Dad’s uncle (or “The Master” as he was known locally) was an early influencer. Later, in school, my teacher, Brian Mullooly, played a crucial role in widening, developing and nurturing my reading skills. The County library van called to our school every few months and swapped out library books – that’s how I met The Hardy Boys, Nancy Drew, The Bobbsey Twins, Tom Swift and Richmal Crompton’s Just William. But Brian also had a personal archive he’d built up over the years and we were allowed to read this rich corpus of Irish mythology once a week. It opened my eyes to Fionn MacCumhaill, Oisin, Diarmuid & Grainne, Cuchulainn, and The children of Lir. He also implanted a love of poetry. I still have great memories of a large tome containing verses by Patrick Joseph Hartigan, who wrote under the pen name John O’Brien, Oscar Wilde’s Ballad of Reading Goal, Song of the Brook by Alfred Lord Tennyson and Oliver Goldsmith’s The Deserted Village.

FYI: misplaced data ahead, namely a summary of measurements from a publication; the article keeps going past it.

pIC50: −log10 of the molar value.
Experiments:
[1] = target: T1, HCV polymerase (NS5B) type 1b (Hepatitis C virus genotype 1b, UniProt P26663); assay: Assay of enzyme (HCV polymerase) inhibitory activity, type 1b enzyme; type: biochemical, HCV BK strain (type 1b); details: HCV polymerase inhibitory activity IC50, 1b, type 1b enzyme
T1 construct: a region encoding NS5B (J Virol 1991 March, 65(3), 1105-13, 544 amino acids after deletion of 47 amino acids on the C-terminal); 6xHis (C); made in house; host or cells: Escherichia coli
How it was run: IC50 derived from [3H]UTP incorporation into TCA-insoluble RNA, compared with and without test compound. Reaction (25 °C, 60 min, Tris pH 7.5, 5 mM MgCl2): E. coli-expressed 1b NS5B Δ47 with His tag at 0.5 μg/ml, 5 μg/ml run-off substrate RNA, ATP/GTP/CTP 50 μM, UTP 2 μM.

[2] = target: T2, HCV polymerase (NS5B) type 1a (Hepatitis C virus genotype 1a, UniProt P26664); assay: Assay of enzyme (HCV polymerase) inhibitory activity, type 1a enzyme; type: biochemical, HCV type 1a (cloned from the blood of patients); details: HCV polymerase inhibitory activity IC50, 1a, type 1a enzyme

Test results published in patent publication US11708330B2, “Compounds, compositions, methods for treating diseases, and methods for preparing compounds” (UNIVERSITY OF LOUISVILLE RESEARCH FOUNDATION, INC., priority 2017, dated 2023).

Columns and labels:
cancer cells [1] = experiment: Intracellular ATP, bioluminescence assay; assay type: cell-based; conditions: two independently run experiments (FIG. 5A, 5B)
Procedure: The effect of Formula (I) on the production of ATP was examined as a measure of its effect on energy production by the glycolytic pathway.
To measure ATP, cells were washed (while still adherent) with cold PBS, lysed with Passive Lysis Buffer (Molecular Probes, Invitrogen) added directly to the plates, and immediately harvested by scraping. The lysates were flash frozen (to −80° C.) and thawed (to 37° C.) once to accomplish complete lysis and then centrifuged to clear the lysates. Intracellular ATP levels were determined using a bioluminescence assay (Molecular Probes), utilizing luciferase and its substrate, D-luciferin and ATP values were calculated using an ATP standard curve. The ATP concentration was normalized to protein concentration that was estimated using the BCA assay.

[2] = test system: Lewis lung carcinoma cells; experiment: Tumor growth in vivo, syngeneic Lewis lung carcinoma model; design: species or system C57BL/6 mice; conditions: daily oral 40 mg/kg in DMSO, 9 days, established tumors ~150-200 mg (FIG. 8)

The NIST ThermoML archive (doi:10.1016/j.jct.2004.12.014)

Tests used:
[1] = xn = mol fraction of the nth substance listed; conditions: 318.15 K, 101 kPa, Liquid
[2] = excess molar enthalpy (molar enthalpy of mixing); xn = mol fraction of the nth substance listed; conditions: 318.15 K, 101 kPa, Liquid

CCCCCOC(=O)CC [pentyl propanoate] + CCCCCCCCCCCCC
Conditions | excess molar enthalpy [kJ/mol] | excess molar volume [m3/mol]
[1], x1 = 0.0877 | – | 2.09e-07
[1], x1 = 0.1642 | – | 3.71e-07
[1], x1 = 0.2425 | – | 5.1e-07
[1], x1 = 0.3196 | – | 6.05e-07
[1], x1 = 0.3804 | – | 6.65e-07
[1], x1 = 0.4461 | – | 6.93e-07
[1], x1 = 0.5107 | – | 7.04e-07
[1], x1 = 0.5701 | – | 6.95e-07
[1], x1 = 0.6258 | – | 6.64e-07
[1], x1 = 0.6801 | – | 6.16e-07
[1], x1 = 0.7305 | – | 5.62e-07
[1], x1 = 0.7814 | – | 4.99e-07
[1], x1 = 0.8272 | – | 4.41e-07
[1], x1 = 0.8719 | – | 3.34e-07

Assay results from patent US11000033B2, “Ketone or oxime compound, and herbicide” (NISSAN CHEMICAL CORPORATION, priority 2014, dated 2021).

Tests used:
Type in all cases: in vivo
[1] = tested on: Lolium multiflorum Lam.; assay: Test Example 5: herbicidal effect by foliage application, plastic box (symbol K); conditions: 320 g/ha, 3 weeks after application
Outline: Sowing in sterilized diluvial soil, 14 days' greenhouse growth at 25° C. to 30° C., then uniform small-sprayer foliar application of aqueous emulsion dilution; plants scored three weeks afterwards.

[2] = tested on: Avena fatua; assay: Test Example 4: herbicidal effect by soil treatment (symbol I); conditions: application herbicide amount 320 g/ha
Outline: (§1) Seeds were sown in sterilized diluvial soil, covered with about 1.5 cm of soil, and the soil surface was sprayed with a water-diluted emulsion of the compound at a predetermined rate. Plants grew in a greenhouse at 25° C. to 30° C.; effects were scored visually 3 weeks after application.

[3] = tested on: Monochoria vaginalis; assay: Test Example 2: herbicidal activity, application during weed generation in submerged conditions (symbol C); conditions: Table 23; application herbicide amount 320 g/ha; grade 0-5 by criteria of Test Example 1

Are any of the characters in your novel based on people you know, and would they recognise themselves?
What are your biggest hopes and fears for The Other Side of Fear?
Dad read true crime and crime fiction. He was a big Rex Stout and Brett Halliday fan. The first crime novel I read was Agatha Christie’s The Body in the Library.
Tell us what inspired you to write The Ganestown Trilogy?
What are your writing routines? Are you disciplined or freeform?
Night time. I plan a lot during the day and send myself emails and texts. At night, I type them into my laptop. I need total quiet and a minimum of two/three hours to write.
2) Cats scratching at the door, wanting to go out. (Sigh).